I’ve never heard of “data liberation” before listening to Herb Quinde, Director, Public Sector, Microsoft Corporation. His comment to the audience at the 2014 OPEN MINDS Technology & Informatics Institute – “we need to stop integrating data and start liberating data” to have useful care coordination initiatives.
His basic premise was that most case management systems are “bad.” He described “bad” in a couple ways. First, most case management systems have too much data in text – and not enough in metrics. Secondly, we continue to have problems with varying data definitions – even for metrics-based data – that make sharing data for care coordination difficult at best.
These statements touched off some great discussion during the panel, Using A Data-Driven Approach To Coordinate Care – The Provider Organization Perspective, also featuring Tracy Thompson, IS Director, Kitsap Mental Health Services; Josh Longiaru, Information and Technology Director, United Services, Inc.; and Christine Holmes, LMHC, Director, Product Consulting, CoCENTRIX; and moderated by my colleague OPEN MINDS Senior Associate, Joseph P. Naughton-Travers. The panel discussed a proliferation of data in health care that is causing more and more silos that get in the way of consistent coordinated care. As Ms. Holmes stated, “We are seeing a lot of data out there that just doesn’t have a match to other data. It’s that step to standardize all of those things.”
What was Mr. Quinde’s solution? He’s advocating for a national health identification (ID) card, a “health care rap sheet” that would have a basic, standard set of critical information about each citizen. This ID card would reduce the amount and type of data that is shared, but make the selected measures “ubiquitous” to every health care interaction. He described this concept of “liberated data” in terms of a driver’s license issued by a Department of Motor Vehicles (DMV):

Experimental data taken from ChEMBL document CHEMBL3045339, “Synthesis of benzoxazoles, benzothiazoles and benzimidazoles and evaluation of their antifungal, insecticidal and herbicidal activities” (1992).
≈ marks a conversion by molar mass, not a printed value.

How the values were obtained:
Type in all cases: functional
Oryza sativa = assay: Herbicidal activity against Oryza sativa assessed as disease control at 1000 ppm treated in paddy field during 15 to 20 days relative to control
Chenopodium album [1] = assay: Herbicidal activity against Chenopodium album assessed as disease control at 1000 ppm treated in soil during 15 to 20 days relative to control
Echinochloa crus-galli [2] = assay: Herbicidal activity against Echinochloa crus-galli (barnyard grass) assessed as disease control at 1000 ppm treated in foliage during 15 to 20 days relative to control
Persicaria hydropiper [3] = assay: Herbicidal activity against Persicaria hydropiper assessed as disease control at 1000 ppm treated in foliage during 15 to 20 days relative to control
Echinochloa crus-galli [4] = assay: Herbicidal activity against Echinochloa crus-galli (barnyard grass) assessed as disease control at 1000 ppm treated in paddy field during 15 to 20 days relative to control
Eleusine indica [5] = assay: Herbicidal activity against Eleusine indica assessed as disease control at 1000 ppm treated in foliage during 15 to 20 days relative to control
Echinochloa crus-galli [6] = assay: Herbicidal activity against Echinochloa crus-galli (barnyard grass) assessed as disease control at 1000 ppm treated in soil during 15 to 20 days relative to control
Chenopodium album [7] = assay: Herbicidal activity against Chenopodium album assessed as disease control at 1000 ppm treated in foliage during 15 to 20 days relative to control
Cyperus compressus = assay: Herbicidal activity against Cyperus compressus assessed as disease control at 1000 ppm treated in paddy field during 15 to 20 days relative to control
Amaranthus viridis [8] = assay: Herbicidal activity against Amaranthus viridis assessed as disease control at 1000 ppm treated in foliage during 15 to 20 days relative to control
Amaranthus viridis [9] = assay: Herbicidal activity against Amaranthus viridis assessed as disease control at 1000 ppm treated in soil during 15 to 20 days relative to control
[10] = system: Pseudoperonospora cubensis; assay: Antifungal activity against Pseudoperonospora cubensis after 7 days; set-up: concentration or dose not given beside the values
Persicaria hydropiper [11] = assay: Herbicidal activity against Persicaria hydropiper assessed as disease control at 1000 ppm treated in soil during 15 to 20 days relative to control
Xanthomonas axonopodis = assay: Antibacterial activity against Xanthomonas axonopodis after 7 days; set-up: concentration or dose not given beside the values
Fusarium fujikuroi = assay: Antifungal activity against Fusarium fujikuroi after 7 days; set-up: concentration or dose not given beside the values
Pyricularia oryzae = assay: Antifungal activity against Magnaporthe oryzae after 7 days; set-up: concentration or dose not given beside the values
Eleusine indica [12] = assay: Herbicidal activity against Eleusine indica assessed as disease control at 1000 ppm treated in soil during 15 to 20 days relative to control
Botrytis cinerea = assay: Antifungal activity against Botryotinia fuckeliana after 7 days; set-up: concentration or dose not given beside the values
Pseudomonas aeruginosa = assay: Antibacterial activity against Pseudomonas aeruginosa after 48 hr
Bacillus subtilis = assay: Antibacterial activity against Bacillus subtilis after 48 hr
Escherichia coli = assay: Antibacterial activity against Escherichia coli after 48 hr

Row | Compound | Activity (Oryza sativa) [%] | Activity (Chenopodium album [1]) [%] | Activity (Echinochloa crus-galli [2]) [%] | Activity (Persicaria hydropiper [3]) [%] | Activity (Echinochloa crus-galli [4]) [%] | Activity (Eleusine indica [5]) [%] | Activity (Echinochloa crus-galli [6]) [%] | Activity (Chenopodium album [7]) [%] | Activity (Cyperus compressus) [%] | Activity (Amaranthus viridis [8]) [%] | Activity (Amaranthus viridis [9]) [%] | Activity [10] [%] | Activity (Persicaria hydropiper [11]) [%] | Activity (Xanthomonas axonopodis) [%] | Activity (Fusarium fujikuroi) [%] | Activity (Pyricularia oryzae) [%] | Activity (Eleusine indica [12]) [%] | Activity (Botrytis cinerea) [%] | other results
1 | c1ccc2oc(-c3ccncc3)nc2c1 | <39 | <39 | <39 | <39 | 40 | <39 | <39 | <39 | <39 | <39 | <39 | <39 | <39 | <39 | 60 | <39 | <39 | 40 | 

In IT, the challenge is to actually identify you, because of different systems, and duplicates. A master person index is about pulling data to find the same person. When you pull out your driver’s license, there is a certain and clear data set. It’s actually you. The whole concept of liberating data is about deciding which data is critical for wellness decision support. You need a system like the DMV that is a reduce set of data.
The panel discussed the concerns of managers of provider organizations have about participating in broader systems that standardize and “liberate” data. The privacy concerns are significant, but there was agreement that this type of initiative would be focused on population health management, which is inherently different than the information required for individual treatment planning. Ms. Thompson pointed out that the Veterans Administration system is a great of example of this approach. “It has to be larger than a community and larger than a state,” she said. “A standard repository freaks people out, but if you’re 12 states away and someone makes a major medical error, you think, they should have known better. At a minimum, we need an alert system that says something is going on, and there is someone you can contact.”
For more on health ID cards, check out Workgroup for Electronic Data Interchange (WEDI) and their publication – Secure Patient Identification Feasibility of a Security Role for Subscriber ID Cards. And, after this session, I did my own research on “data liberation.” For more on Microsoft’s work in this area, check out Children’s Medical Center Dallas Enables True Data Liberation for Patients, by Lee Stevens, Policy Director, State HIE Program of HealthIT Buzz. In addition, Google has created the Google Data Liberation Front – an engineering team at Google whose “goal is to make it easier for users to move their data in and out of Google products”, and to ensure that data can be migrated from Google once an individual or company stops using their services. To read more on Google’s vision of “data liberation”, check out Introducing DataLiberation.org: Liberate your data!, by Brian Fitzpatrick, Google’s Data Liberation engineering manager. And, for another opinion, check out the piece by James Fallow in The Atlantic, The Promise and Limits of Google’s “Data Liberation Front.
What do you think about the health ID card notion? My preference for privacy from government authorities makes me nervous, but since we have no digital privacy anyway (one woman’s opinion), does it make a difference? If you have any thoughts you would like to share, I’d love to hear from you at firstname.lastname@example.org.